P: 59 Thanks, EL. It certainly gives a sense of scale to realize that the power of 1150 mosquitos will create the most powerful atom smasher we've ever had. :)
P: 859
 Quote by EL However, the theory predicts other properties of the particles. http://www.arxiv.org/abs/hep-ph/0610057
I fail to understand how such a vague analysis as this can possibly compare to potential precise predictions (in the LHC range). The authors readily admit that it is difficult to separate ED effects from other possibilities.

 Why do I have to derive the spectrum directly from string theory?
Because that's the only decent test of a theory.

 ...but I guess you wouldn't say string theory is ruled out just because we happen to find KK-particles?
No. Rather, I actually expect quite a lot of interesting things to happen before then...
P: 66
 Quote by Lelan Thara I did a Wiki search on LHC and didn't come up with anything physics-related - can someone tell me what LHC stands for? Some of this discussion is going over my head, which is fine, but if I could make two points - The conversation is drifting back into "what is real" without an operational definition of "real". My particular interest is "what is necessary and sufficient to locate all points in an unbounded volume". Also, "real extra dimensions" is not a concept I object to - it's real extra spatial dimensions that I'm questioning.
Lelan. I also agree that the extra dimensions may not be spatial. According to Einsteins theory of relativity time stops at the speed of light. Aren't we experiencing particles that are at t=0 when we see sun light? A fifth dimension? What about these imaginary particles, tachyons,that supposedly travel faster than the speed of light, isn't time going in reverse relative to the tachyon? A sixth dimension? What about existence in general, being alive vs. say being dead. Are these states of existence or dimensions? Is this where your trying to go?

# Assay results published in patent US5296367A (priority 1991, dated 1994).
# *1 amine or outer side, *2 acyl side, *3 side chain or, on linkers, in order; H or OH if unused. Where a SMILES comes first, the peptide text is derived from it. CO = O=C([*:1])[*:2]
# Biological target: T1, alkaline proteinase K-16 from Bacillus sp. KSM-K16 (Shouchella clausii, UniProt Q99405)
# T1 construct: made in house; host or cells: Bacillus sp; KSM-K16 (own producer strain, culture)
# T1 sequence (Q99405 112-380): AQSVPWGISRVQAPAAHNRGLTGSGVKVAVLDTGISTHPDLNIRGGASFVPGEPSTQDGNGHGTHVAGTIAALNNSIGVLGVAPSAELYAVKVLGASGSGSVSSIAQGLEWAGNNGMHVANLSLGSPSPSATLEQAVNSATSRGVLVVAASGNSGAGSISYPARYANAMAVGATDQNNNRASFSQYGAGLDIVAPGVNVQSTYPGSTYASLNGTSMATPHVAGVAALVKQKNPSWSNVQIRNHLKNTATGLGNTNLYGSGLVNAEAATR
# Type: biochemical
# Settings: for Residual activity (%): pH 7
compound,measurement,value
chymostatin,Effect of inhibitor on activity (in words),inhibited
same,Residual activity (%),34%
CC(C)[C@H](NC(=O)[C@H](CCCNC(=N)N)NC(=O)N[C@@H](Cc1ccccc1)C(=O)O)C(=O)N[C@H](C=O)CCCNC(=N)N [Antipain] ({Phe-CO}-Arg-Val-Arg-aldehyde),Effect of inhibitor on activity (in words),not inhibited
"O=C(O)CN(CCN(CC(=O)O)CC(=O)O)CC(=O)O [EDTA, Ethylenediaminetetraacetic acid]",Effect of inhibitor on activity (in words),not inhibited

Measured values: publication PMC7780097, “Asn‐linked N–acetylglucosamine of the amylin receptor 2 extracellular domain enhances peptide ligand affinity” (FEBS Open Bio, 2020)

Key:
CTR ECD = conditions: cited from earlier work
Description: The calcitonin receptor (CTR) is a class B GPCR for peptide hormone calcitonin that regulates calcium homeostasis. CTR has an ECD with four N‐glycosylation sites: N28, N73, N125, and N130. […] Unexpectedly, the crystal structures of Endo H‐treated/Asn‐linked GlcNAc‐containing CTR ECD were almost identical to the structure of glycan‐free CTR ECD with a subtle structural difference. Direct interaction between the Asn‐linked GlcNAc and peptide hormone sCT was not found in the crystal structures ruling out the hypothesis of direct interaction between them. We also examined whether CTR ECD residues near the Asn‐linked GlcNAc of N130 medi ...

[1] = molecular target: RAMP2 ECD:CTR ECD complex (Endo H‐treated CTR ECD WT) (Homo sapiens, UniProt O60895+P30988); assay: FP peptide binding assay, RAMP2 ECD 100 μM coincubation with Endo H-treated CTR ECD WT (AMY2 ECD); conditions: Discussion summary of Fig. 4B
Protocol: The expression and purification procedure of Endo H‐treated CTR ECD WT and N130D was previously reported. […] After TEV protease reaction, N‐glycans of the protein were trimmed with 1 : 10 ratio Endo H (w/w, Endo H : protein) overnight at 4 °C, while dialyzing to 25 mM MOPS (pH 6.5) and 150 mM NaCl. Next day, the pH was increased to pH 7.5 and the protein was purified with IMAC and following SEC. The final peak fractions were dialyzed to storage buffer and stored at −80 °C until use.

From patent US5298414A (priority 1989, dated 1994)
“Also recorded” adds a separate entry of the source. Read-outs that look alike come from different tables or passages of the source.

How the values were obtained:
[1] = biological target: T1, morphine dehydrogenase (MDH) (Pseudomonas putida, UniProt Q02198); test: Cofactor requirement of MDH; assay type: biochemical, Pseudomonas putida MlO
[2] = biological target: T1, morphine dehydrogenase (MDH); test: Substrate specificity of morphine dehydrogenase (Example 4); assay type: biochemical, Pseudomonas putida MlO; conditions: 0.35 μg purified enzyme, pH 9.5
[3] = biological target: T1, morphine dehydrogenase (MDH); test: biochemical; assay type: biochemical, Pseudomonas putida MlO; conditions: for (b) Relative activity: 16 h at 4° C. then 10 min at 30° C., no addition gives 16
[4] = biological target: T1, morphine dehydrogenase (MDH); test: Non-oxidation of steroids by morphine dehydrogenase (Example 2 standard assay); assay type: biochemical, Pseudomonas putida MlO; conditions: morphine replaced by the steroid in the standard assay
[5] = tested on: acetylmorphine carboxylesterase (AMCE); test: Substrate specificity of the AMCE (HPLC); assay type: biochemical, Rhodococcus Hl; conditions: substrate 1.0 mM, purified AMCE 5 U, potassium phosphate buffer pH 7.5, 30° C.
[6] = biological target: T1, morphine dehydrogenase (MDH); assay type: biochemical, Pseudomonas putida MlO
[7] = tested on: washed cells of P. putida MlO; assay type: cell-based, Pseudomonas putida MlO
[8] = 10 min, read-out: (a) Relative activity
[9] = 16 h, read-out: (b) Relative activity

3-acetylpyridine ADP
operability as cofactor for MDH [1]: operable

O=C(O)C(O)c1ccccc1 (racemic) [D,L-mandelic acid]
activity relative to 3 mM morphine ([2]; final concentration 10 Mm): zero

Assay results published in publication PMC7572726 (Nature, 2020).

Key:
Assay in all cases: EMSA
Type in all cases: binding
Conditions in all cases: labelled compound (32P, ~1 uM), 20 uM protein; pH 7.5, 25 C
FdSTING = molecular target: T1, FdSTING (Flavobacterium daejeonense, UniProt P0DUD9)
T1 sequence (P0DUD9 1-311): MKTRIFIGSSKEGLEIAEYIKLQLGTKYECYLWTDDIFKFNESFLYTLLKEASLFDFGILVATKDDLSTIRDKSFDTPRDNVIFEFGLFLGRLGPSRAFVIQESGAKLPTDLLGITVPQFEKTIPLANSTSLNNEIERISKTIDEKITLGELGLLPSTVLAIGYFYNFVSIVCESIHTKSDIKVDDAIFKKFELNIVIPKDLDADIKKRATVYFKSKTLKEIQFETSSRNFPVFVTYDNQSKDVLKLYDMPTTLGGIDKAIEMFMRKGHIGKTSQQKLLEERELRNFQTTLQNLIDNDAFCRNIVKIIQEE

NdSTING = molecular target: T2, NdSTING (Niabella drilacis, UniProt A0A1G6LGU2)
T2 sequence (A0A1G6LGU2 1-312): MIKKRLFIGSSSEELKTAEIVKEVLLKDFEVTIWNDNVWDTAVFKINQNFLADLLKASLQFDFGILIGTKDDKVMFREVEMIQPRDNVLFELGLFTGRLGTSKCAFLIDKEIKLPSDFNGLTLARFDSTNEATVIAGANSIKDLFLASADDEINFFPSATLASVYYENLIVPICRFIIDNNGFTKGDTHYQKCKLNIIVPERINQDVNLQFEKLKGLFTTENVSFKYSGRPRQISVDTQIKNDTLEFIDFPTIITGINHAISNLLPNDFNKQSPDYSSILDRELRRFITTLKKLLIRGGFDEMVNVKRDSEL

P: 789
 Quote by Kea I fail to understand how such a vague analysis as this can possibly compare to potential precise predictions (in the LHC range). The authors readily admit that it is difficult to separate ED effects from other possibilities.
Eh, yes, we won't know what kind of particle we've found at the very first moment we detect any missing energy at LHC, but that holds for all new particle candidates, SUSY as well as KK-particles as well as...
The data analysis at LHC is very complex, and lot's of different new physics models are quite degenerate. But of course there are always differences (otherwise they would be the same theory) which we can nail down better and better the more we get to know about the properties of the new particle.
Remember that's only a five page paper not going into any details. Check the references (and the references in the references) for more details.

 Because that's the only decent test of a theory.
What? That it should be derivable from a theory which we have no way to experimentally verify? You call that decent?
P: 859
 Quote by EL What? That it should be derivable from a theory which we have no way to experimentally verify?
I am well aware that String theory is not experimentally verifiable. That is the whole point. I fail to see how it competes with theories that are experimentally verifiable, especially if those theories have the capabilities of an M-theory and are able to reproduce the String models. This is a large claim, of course. Nevertheless, I am making it.

 Sci Advisor P: 789 So Kea, how much are you ready to bet?

 Related Discussions Beyond the Standard Model 30 Beyond the Standard Model 1 Beyond the Standard Model 2 Beyond the Standard Model 3 Beyond the Standard Model 2